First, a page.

When we think of the Cardinals, we think of a distinct organizational culture: anodyne, diligent, supportive, resolute. Midwestern, really. And that includes fiscal discipline; St. Louis's next truly onerous free-agent contract will be its first. We think of red-clad fans who turn up at Busch Stadium even for midweek day games against very bad opponents—more than 44,000 showed for last Thursday's 12:45 start against the Mets—where they perform the wave without irony.
Mostly, we think of consistency. Since 1960 the Cardinals have had consecutive losing seasons just once, in '94 and '95. Their 11 championships have been well distributed. No son or daughter of St. Louis born since 1902 has reached the age of 25 without having lived through at least one victory parade.
Baseball changes. The Cardinals stay the same.
Although this is only partly true. While an overriding ethos—the Cardinal Way—has developed over the years, it is flexible enough to allow the team to capitalize on the game's changing realities better than any other. "We understand that we're going to have to zig and zag to stay successful," says John Mozeliak, the team's general manager. "We can't ever just get complacent and think that we've figured it out. The moment we do that, we're going to get passed."
In other words, if you're playing the long game, as the Cardinals are, you can't always play it the same way, even in the short term. The Cardinals' 11th title came 19 months ago, but of the 25 players who beat the Rangers in that dramatic seven-game World Series, only nine were in uniform last week against the Mets. The manager's office had a new inhabitant too. La Russa was gone. Albert was gone. Carp was gone (though injured, 2005 Cy Young winner Chris Carpenter swears he'll be back). Even the Man was gone: Stan Musial, the franchise's icon, died in January at 92.
At week's end, though, the Cardinals were where they have so often been over the decades: atop the National League, with a 28--15 record. They were there, in large measure, because of a starting rotation that has been historically good. Its cumulative ERA of 2.62 is not only close to the 45-year-old full-season record of 2.49—held by the 1968 Cards and set with the help of Bob Gibson and a pitching mound that was five inches higher—but also nearly 20% lower than the 3.20 put up by the second-ranked Reds.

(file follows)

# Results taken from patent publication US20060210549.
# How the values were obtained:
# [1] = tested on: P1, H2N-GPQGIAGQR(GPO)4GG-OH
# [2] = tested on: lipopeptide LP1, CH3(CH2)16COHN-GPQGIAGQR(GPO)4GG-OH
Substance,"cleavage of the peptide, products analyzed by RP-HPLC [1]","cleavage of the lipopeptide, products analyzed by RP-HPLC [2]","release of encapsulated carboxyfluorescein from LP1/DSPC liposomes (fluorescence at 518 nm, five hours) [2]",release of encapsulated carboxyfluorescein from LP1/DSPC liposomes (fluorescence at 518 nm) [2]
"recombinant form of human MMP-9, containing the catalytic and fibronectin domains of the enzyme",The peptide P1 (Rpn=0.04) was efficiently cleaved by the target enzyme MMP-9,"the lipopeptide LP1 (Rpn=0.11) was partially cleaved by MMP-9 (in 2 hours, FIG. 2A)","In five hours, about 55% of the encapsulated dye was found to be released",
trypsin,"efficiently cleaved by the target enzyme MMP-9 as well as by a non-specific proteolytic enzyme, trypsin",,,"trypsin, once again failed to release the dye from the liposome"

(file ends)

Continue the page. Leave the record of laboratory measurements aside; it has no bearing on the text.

The Cardinals have ended up with such a rotation by doing what they've always done, and what any team or corporation ought to do if it seeks success in the long term. Which is to ceaselessly, though judiciously, innovate.
WHEN ADAM WAINRIGHT was 22, the Braves traded him to the Cardinals. Atlanta was Wainwright's boyhood team, and the organization had drafted him out of Glynn Academy in Brunswick, Ga., in the first round three years earlier. Such a trade might have been crushing for many young players. It wasn't for Wainwright. He had a devastating curveball, but as he had advanced up the Braves' minor league system—he reached Double A in 2003, the year he was dealt with pitchers Ray King and Jason Marquis for outfielders J.D. Drew and Eli Marrero—hitters had begun to catch up with his four-seam fastball, which sat in the low 90s and came in flat. "I had started to be passed up by some of the younger guys," he says.
Upon arriving in Jupiter, Fla., for spring training in 2004, Wainwright began working with Dave Duncan, a former big league catcher who had been the pitching coach on teams managed by Tony La Russa since 1983: the White Sox, the A's and then, since '96, the Cardinals. Duncan had come to believe that in a game gone power crazy—the eight homer-heaviest seasons in league history were played between '98 and 2006—most pitchers only stood a chance by keeping their offerings down in the strike zone to induce grounders. "When a guy hits a ground ball, where does he have to hit it to get an extra-base hit?" the 67-year-old Duncan asks, as he has during hundreds of coaching sessions. "Down the first base line, down the third base line. However, if the ball is hit in the air, you have all kinds of opportunities to get extra-base hits."
Baseball's latest construction boom fed Duncan's philosophy too. "They began building all these new ballparks over the last 25 years, and they were bandboxes," says Duncan. "At the same time, we went through this period when it seemed like just about everybody could hit a home run." (Read: the steroid era.) "All of a sudden, you have 160-pound second basemen hitting opposite-field home runs, and you go, Oh, wait a minute, we gotta do something about this."